PhD, University of Arizona
Professor, Communication Sciences and Disorders
Waisman Center, Room 491
1500 Highland Avenue
Madison, WI 53706
Phone: (608) 263-6940
Communication Sciences and Disorders
Communication and Cognition Laboratory
How do neurological disorders affect the ability to communicate? This is the central question in my research. Specifically, I study the ways in which communication ability is affected by acquired impairments in cognitive functions such as memory, executive function, and social cognition. My studies have two main objectives: 1) to characterize the relation of cognitive functions to communication behaviors in typically developing adolescents and adults, 2) to identify the effects of developmental and acquired neurological impairments on this relationship. My long-term goal is to use the information derived from these studies to design effective therapies for individuals with neurological communication disorders.
In the Communication and Cognition Laboratory, our typical study participants are adolescents with traumatic brain injury (TBI). Individuals with TBI rarely have focal language deficits. That is, they do not have aphasia a loss of the ability to understand and produce language symbols. Instead, they have cognitive-communication disorders, defined as communication deficits due to impairments in cognitive functions such as memory. To appreciate the distinction, you might imagine being in a foreign country where you know the concepts but not the language (this is analogous to aphasia) vs. knowing the language but making an inappropriate comment because you forgot the cultural norms (a communication error from a memory lapse). Individuals with TBI typically have impairments in working memory, declarative learning, and executive functions (e.g., self-regulation and abstract thinking), and these often manifest as challenges communicating effectively in daily social life. Thus, they are a unique group in which to study cognitive functions in relation to social communication.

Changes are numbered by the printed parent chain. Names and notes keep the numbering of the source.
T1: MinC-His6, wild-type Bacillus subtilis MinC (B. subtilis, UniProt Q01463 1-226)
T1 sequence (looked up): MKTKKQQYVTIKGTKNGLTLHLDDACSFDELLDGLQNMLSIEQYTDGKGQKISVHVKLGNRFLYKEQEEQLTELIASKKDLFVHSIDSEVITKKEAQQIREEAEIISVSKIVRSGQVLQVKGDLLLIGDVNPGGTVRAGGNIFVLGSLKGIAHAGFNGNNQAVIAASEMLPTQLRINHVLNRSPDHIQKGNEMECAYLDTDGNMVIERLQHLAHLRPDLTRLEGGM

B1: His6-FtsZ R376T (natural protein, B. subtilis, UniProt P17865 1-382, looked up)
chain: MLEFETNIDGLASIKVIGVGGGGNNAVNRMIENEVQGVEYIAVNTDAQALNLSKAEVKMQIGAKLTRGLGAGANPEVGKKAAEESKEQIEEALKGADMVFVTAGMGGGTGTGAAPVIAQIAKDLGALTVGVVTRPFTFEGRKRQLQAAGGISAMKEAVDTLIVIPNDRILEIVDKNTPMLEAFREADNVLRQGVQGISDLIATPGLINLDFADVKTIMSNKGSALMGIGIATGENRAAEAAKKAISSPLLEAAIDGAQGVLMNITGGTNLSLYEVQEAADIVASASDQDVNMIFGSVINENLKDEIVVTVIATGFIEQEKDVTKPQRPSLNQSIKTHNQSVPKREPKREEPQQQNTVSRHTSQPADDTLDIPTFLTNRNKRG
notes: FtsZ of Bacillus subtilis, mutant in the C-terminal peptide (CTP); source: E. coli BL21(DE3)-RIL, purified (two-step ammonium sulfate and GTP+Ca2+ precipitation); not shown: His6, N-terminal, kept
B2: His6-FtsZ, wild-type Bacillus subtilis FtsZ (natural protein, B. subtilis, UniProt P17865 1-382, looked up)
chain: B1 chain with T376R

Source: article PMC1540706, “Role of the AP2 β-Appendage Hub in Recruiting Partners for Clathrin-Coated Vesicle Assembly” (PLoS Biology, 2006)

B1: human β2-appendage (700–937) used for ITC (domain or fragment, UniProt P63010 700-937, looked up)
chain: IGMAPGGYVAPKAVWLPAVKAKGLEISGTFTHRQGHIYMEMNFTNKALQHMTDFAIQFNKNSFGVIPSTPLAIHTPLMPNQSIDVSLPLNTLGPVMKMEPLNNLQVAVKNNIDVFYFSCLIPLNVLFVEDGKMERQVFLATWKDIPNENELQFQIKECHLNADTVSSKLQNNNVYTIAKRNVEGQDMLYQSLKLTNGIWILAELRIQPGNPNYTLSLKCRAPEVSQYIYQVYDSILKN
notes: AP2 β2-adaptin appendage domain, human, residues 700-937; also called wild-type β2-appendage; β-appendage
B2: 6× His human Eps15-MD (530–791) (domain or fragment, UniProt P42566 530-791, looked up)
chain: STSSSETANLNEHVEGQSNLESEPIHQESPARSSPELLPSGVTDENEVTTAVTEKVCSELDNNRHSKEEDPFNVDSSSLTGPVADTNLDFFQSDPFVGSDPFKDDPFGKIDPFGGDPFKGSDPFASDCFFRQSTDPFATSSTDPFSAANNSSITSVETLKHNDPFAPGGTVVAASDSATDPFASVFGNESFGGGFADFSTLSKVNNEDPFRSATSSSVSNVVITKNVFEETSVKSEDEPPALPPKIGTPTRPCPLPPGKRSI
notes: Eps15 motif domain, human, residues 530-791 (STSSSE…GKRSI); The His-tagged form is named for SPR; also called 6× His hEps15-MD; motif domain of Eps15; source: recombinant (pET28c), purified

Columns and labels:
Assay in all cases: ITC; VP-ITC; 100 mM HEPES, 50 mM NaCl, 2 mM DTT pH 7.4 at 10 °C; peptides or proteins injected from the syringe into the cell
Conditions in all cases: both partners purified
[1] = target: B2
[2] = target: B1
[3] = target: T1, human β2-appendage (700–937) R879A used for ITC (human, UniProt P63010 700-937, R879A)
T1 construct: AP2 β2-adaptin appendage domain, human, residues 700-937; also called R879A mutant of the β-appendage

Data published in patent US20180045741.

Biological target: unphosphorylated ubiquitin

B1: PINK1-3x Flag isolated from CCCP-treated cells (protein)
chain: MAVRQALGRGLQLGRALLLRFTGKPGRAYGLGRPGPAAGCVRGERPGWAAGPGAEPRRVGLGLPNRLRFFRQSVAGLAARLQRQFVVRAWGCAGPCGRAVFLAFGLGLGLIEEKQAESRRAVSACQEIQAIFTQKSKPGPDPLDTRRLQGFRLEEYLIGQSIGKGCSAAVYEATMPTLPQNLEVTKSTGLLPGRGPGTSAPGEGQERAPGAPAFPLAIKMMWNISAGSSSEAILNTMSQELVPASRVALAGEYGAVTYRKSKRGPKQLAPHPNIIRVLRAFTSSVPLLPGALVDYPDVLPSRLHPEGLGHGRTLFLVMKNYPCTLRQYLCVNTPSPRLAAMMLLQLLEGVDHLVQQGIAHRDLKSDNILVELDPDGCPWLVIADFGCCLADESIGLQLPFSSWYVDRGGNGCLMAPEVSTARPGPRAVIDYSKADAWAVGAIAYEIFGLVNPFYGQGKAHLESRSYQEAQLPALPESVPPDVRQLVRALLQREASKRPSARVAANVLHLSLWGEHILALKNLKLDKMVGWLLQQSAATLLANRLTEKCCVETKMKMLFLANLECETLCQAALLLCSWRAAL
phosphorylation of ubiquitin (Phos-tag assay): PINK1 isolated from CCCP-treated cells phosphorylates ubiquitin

In the past several years, there has been a growing interest in social communication among researchers in developmental and cognitive psychology, driven largely by studies of children with autism spectrum disorders. These researchers considered the cognitive skills underlying pragmatics to be unique, and coined the term social cognition to describe the cognitive abilities that are central to processing social information. Currently, Len Abbeduto and I are collaborating in a study of social communication in female adolescents with fragile X syndrome. We are applying our approaches from TBI to better understand the social strengths and challenges of young women with fragile X syndrome.
One might ask, why study adolescents? There are several reasons to learn more about individuals in this age group. First, adolescence is associated with important changes in brain structure and function, so social communication problems might emerge at this age and also might be amenable to treatment. Second, adolescents are an underserved and understudied group, with unique social, cognitive, and environmental characteristics as well as high expectations for social behavior. The intersection of all of these factors makes it particularly relevant to advance our knowledge about communication disorders at this age. Third, adolescents social behavior is a medium in which to study complex cognitive and language functions in action, as pragmatic aspects of communication undergo major developmental change at this stage.
Turkstra, L.S. (2008). Conversation-Based Assessment of Social Cognition in Adults with Traumatic Brain Injury. Brain Injury 22(5):397-409.
Ylvisaker, M., Turkstra, L.S., Coelho, C., Kennedy, M.R.T., Yorkston, K Sohlberg, M.M, & Avery, J. (2007). Behavioral Interventions for Children and Adults with Behavior Disorders after TBI: A Systematic Review of the Evidence. Brain Injury 21(8):761-805.
Turkstra, L.S. (2006). Looking while listening and speaking: Eye-to-face gaze in adolescents with and without traumatic brain injury. Journal of Speech, Language, and Hearing Research, 48(6):1429-1441
Turkstra, L. S., Dixon, T. M., & Baker, K. K. (2004). Theory of Mind and social beliefs in adolescents with traumatic brain injury. NeuroRehabilitation, 19(3), 245-256.
Stronach, S. T., & Turkstra, L. S. (2004). Theory of Mind and Use of Cognitive State Terms by Adolescents with Traumatic Brain Injury. Aphasiology 22(10):1054-1070.